One hypothesis is that planning and running the first segment of each meeting was delegated to a team member who was genuinely excited by the energies of creative icebreaker activities but perhaps without the experience to assess how the overall purpose of each session might best be facilitated by an entry activity that would be well integrated with the rest of the agenda. And yet – it seems to have been a group phenomenon also. After all, the other leaders didn’t override these plans, and participants went along with them, too. We, the group, behaved “as if” we were engaged with our purpose even though, in my judgement, we were actually missing an opportunity to genuinely step into the sensitive exchanges that would more directly serve the mission of the gathering. Energy for a challenging task was unintentionally deflected, rather than being productively harnessed as part of the getting re-connected process.
In another situation, I found myself consulting to a client who had prepared hours of handsome PowerPoint presentation material for a large gathering – so much content that it was doubtful any discussion would ever occur. He couldn’t be persuaded to pare it down. At the mid-point of the meeting, there was a pause to collect and record the questions that were arising in the group, followed by a coffee break.
In a private conversation during the break, I tried yet again to make the point that a more fruitful exchange would occur if he would assure the group of his confidence in the overall plan without covering every minute detail from the slides, and spend more time listening to their concerns. At that point, unable to keep a lid on his high level of stress and anxiety, he finally burst out with the totally honest comment: “But I’m NOT sure this plan is a good one.”
Bingo! That was a very important turning point. With his feelings of anxiety and vulnerability plainly acknowledged, I was able to encourage him to be candid with the group about the good intentions in the plan, but also about the risks that both they and he could see. As he listened and engaged with the group in real time about their actual concerns, the tension level dropped and the meeting became serious, realistic, and fruitful. He was able to recognize that the beautiful slide deck was not going to work as a life raft, and that he could be a more authentic leader if he did the braver thing – to speak, listen, and respond to the group.
“Plain vanilla” is my term for a process that is hardly recognized as anything special by the participants but enables them to better engage with their work and with each other. In the preceding case, the processes of asking for and recording questions, then listening and engaging and promising to follow-up with next steps were the ordinary but appropriate process steps to follow – NOT the anxious stepping through of dozens of PowerPoint slides that sought to convey false certainty.
In the case of the group that gathered to pursue thoughtful and sensitive issues, a more appropriate relationship-building way to begin each session might have involved the “plain vanilla” process of choosing a new partner each time and reflecting together at a deeper level on some aspect of the emerging experience of the group, choosing questions that would lead into the focus for the given session.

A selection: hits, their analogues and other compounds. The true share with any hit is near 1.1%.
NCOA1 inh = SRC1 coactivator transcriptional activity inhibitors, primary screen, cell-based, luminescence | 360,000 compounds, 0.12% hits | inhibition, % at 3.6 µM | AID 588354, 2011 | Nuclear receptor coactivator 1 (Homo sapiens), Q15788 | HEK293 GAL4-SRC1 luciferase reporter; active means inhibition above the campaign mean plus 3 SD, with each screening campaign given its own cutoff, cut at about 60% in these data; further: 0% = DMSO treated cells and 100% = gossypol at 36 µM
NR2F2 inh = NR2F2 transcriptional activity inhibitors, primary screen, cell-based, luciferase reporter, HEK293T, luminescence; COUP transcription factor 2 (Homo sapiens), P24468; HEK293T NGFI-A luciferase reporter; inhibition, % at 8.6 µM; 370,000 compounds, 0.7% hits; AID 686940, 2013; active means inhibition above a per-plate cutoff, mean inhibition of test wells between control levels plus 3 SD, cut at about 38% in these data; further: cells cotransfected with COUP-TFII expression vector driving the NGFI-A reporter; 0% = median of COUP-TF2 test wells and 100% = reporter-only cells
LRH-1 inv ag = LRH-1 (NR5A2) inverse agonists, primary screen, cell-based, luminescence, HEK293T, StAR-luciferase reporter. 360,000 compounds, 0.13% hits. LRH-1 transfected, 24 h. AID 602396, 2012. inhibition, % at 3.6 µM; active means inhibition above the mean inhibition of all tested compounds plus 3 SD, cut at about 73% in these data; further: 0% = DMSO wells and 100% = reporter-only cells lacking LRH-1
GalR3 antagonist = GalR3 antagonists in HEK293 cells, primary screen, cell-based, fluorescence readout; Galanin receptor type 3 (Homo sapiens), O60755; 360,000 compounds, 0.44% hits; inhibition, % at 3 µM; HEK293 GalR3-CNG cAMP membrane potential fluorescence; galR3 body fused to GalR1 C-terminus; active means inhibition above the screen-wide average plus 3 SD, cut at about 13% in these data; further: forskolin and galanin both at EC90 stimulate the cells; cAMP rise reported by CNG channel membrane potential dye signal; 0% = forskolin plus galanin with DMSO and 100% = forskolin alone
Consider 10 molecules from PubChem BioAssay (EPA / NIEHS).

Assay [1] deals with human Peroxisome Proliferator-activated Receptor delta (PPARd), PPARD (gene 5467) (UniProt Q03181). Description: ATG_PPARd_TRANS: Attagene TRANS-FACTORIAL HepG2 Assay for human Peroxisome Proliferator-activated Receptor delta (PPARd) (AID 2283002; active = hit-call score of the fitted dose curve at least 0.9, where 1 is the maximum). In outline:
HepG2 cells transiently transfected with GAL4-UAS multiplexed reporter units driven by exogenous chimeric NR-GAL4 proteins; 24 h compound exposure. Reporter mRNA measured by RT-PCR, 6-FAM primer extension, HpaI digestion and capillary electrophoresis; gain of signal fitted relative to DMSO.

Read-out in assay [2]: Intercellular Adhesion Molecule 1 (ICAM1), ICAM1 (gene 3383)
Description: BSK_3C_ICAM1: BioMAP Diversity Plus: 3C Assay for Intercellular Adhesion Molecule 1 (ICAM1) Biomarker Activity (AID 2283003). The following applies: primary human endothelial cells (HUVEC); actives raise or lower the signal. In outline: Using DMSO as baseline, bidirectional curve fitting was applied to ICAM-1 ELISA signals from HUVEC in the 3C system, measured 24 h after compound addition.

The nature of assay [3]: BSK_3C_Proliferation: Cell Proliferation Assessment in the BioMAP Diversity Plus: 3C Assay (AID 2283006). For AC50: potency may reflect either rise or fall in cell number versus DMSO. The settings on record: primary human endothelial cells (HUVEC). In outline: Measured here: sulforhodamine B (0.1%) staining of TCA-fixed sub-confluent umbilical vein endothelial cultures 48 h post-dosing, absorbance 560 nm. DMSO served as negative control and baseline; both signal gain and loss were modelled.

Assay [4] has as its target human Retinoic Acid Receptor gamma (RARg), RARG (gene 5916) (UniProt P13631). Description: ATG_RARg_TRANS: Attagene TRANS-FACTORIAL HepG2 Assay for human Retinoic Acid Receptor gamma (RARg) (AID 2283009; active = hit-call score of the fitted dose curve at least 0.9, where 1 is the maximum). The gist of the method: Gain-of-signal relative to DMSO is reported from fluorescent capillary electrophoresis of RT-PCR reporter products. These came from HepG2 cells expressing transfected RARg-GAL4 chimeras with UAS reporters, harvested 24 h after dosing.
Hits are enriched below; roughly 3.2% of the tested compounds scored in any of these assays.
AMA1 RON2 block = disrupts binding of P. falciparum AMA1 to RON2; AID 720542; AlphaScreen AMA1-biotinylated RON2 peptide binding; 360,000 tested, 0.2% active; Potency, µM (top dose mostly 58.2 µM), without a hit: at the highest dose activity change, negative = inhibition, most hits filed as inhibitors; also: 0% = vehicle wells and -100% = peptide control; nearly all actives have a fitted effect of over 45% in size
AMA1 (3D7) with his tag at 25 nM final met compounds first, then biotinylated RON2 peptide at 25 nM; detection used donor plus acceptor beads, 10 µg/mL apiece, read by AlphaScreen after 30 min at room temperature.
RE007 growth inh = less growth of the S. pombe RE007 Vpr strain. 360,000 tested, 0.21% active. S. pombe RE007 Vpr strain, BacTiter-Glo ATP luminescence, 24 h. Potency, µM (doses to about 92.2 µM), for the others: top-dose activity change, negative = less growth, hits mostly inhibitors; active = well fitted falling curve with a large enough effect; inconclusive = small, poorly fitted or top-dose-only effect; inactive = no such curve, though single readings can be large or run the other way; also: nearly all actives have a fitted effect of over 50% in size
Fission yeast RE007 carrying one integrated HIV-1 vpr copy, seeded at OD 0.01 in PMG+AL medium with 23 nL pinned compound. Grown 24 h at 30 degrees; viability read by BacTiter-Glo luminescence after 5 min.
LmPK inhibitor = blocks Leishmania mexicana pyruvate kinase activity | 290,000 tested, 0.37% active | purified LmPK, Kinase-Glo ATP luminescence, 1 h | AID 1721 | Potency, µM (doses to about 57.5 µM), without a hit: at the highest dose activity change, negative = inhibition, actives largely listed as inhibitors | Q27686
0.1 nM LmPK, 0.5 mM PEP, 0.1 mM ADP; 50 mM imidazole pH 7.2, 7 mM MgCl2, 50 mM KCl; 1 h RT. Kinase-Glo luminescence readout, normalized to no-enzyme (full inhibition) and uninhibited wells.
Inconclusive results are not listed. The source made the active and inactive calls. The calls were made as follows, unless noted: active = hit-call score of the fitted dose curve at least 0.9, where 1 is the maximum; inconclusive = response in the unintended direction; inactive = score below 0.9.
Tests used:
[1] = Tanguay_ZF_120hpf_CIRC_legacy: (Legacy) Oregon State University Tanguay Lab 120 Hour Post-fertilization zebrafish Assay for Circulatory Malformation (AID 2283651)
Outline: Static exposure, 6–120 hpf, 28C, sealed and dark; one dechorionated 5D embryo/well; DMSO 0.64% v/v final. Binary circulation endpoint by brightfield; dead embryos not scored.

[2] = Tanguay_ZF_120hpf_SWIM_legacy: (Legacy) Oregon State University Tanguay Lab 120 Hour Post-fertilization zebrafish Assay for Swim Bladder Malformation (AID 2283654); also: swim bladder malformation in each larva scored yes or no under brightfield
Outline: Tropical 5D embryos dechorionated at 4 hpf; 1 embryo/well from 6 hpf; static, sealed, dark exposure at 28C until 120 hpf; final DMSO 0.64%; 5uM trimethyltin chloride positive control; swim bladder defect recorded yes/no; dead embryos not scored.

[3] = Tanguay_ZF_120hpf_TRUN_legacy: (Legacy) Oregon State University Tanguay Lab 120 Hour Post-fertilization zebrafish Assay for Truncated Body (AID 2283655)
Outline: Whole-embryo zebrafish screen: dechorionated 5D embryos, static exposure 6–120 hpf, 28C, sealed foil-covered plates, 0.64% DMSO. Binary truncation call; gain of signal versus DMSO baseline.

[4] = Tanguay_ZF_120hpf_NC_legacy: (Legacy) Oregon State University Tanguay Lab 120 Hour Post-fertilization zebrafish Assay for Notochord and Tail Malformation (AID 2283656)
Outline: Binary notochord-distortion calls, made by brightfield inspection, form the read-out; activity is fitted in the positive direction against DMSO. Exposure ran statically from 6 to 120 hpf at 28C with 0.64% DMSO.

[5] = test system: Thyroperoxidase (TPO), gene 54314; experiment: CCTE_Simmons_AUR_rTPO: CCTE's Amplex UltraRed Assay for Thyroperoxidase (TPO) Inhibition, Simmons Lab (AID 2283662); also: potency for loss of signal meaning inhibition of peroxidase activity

When I say “plain vanilla”, I am in no way arguing for “no process is needed”, or “we should wing it”, or “let it emerge from the group”, or any other abdication of responsibility for facilitating the primary task. It takes as much skill and good judgment to facilitate a simple and authentic process for dialogue as it does to manage a more specialized process, and maybe more.
I certainly have had many occasions to use the brand-name processes that I listed at the beginning of this post, when they are the right response to the right need. But in general, I recommend ratcheting down the glamour quotient a bit. If too much attention goes into how special the process is, there is the risk of shifting the burden of success to the activity (and thereby to the facilitator or consultant), instead of keeping a proper balance among the people, their task, and the process that supports the work.
“Plain vanilla” processes imply a certain kind of asceticism, a willingness to make it about the people and their primary task, not about the facilitator, the method, or the jargon.
So, my advice: Don’t be seduced by the latest process innovation and be alert for the use of special techniques as a defensive tactic. And even when brand-name methodologies are clearly the right ones to use for the meeting purpose, keep the focus on the work the group is doing via this process and the contributions that the people in the group are making.
By all means, learn good methods and use them confidently – but keep them in their place as humble servants of the worthy purposes of people in groups!
*Note: In my opinion, the absolutely wisest, most practical book on how to lead meetings without succumbing to the dynamics of anxiety is “Don’t Just Do Something, Stand There! Ten Principles for Leading Meetings that Matter” by Marvin Weisbord and Sandra Janoff, Berrett-Koehler, 2007.